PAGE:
Opinion

Felix Salmon

Defining alpha

By Felix Salmon
May 28, 2009

One of the more challenging and interesting aspects of being a financial journalist is trying to define terms like convexity and covariance for a lay audience — it’s not easy. So I was particularly taken with Justin Fox’s one-sentence definition of alpha in his new book on the efficient markets hypothesis:

Alpha is a portfolio’s performance minus the performance of a hypothetical benchmark portfolio of equivalent risk.

Elegant, eh? It’s a shame, in a way, that it arrived just as the reputation of CAPM is hitting new lows and the race for alpha is looking increasingly laughable.

Comments
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try defining “duration”

Posted by bdbd | Report as abusive
 

In the same way that the prevalence and power of Ponzi Schemes is connected to the mellifluous sound of the name ‘Ponzi’, so Seeking Alpha drew its power from connotations with the concept of ‘Seeking Enlightenment’. Alpha is a powerful symbol as well, connoting both Science and Gematria. But, truly speaking, isn’t the importance of seeking in the very act of seeking? For example:

“Tzedek Tzedek Tirdof”

It doesn’t say anything about catching up. I think Proust means something similar when he says:

“car les vrais paradis sont les paradis qu’on a perdus.”

The opposite applies as well, as the Temptations put it so well in their classic song, which is especially relevant today, “Ball Of Confusion”:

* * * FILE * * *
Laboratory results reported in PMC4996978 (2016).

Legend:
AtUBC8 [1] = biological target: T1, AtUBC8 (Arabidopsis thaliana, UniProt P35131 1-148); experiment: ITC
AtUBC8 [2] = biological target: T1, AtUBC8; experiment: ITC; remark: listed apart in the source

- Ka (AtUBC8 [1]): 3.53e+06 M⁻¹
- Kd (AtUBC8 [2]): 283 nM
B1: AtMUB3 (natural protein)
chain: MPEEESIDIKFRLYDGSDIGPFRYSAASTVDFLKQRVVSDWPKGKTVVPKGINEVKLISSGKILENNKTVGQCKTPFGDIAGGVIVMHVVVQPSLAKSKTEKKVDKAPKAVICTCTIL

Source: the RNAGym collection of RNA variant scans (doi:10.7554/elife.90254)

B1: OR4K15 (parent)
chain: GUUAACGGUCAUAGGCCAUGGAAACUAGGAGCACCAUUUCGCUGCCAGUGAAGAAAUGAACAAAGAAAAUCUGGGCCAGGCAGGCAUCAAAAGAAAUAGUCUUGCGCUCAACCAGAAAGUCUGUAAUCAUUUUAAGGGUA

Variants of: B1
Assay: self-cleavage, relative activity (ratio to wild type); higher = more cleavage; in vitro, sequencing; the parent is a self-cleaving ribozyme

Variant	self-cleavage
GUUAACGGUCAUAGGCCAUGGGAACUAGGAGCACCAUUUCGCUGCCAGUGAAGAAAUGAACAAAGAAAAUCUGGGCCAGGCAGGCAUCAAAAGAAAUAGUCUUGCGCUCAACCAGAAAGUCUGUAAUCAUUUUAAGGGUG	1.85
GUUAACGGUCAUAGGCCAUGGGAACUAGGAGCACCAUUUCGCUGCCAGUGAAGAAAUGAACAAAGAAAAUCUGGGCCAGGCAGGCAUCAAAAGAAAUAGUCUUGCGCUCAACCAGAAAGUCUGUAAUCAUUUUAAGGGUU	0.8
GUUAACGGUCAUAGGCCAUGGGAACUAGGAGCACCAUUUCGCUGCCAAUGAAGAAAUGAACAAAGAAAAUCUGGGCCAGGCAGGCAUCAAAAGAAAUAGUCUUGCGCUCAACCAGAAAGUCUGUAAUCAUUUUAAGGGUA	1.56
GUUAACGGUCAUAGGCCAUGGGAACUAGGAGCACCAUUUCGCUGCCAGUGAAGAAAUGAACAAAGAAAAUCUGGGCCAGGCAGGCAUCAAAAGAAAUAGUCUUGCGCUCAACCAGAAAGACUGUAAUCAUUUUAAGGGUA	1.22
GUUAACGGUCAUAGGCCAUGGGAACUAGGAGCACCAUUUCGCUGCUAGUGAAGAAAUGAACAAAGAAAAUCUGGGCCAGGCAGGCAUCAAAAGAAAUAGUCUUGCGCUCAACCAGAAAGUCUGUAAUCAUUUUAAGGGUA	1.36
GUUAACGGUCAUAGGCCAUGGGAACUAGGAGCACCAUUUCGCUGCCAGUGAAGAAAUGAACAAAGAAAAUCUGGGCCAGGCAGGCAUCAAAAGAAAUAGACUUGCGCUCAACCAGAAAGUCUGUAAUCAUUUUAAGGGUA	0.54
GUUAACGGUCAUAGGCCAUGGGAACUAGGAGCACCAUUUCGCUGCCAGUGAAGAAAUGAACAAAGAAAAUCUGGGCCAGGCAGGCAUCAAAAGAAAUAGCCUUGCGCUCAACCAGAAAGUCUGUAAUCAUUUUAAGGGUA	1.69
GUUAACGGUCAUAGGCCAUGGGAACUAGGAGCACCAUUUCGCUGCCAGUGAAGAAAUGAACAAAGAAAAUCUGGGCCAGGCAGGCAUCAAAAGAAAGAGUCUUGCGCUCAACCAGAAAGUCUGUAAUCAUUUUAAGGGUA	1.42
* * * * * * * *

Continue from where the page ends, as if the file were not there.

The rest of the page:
“Run, run, run but you sure can’t hide”

One last point: In all these stories about how the future hasn’t turned out to be as cool as expected, with no flying cars, say; I am the only one who’s wondering about what happened to the Orgasmatron?

 

That is a good definition, indeed! Though hard to operationalize and easy to abuse. Alpha isn’t party to CAPM: alpha is the residual return in any factor model – it is what cannot be explained by common factor exposure.

(I don’t think CAPM is hitting new lows. Popular mis-sentiment waxes/wanes, but those who study/use it are pretty familiar with its striking absurdity in the real world. It has other uses … those who never had high expectation, count six unrealistic assumptions, can’t be much disappointed!)

And the “pursuit of alpha,” well i don’t know how that’s going, that’s a sort of ex ante view. Alpha is also mean to help us isolate (ex post) on skill/luck, so i think it will have a vital going forward role in risk – David Harper

 

time for my perennial complaint that the alpha measure doesn’t capture the returns to market timing at all well. If I buy and hold the S&P when it goes up 10%, then sell it just before it goes down 10%, then hold it when it goes up 1%, then what is the “equivalent risk portfolio”? Clearly, it’s the S&P, then cash, then the S&P. But this would suggest I’ve got alpha of zero in this example, whereas in fact I’ve made eleven per cent in a period when the market was flat.

Posted by dsquared | Report as abusive
 

@dsquared: agreed alpha doesn’t include “active benchmark timing” but skill still get’s credit for it.

 

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